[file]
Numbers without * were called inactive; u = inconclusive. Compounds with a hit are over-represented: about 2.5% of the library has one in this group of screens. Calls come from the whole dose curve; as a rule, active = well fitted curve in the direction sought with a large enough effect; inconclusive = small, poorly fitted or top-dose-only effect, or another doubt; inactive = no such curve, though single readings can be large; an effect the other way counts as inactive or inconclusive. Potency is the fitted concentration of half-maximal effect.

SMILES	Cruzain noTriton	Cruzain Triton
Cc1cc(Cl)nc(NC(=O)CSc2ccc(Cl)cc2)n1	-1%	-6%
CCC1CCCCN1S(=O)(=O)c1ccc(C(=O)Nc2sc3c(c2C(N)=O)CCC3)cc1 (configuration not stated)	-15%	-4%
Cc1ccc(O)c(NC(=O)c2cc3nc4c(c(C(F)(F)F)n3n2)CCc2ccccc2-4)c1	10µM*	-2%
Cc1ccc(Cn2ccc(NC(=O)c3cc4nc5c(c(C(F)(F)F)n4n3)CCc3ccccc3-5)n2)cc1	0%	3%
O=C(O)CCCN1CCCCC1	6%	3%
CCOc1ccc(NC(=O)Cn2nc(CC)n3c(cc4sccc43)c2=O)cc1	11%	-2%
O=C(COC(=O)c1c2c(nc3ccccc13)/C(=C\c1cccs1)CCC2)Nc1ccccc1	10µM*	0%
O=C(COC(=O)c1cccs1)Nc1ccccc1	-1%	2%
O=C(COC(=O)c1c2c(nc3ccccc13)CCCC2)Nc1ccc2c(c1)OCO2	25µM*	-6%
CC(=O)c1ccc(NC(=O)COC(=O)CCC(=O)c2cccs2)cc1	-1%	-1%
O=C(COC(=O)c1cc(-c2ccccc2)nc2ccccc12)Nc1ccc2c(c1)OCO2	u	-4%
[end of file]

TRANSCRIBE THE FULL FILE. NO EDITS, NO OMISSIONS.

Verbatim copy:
Numbers without * were called inactive; u = inconclusive. Compounds with a hit are over-represented: about 2.5% of the library has one in this group of screens. Calls come from the whole dose curve; as a rule, active = well fitted curve in the direction sought with a large enough effect; inconclusive = small, poorly fitted or top-dose-only effect, or another doubt; inactive = no such curve, though single readings can be large; an effect the other way counts as inactive or inconclusive. Potency is the fitted concentration of half-maximal effect.

SMILES	Cruzain noTriton	Cruzain Triton
Cc1cc(Cl)nc(NC(=O)CSc2ccc(Cl)cc2)n1	-1%	-6%
CCC1CCCCN1S(=O)(=O)c1ccc(C(=O)Nc2sc3c(c2C(N)=O)CCC3)cc1 (configuration not stated)	-15%	-4%
Cc1ccc(O)c(NC(=O)c2cc3nc4c(c(C(F)(F)F)n3n2)CCc2ccccc2-4)c1	10µM*	-2%
Cc1ccc(Cn2ccc(NC(=O)c3cc4nc5c(c(C(F)(F)F)n4n3)CCc3ccccc3-5)n2)cc1	0%	3%
O=C(O)CCCN1CCCCC1	6%	3%
CCOc1ccc(NC(=O)Cn2nc(CC)n3c(cc4sccc43)c2=O)cc1	11%	-2%
O=C(COC(=O)c1c2c(nc3ccccc13)/C(=C\c1cccs1)CCC2)Nc1ccccc1	10µM*	0%
O=C(COC(=O)c1cccs1)Nc1ccccc1	-1%	2%
O=C(COC(=O)c1c2c(nc3ccccc13)CCCC2)Nc1ccc2c(c1)OCO2	25µM*	-6%
CC(=O)c1ccc(NC(=O)COC(=O)CCC(=O)c2cccs2)cc1	-1%	-1%
O=C(COC(=O)c1cc(-c2ccccc2)nc2ccccc12)Nc1ccc2c(c1)OCO2	u	-4%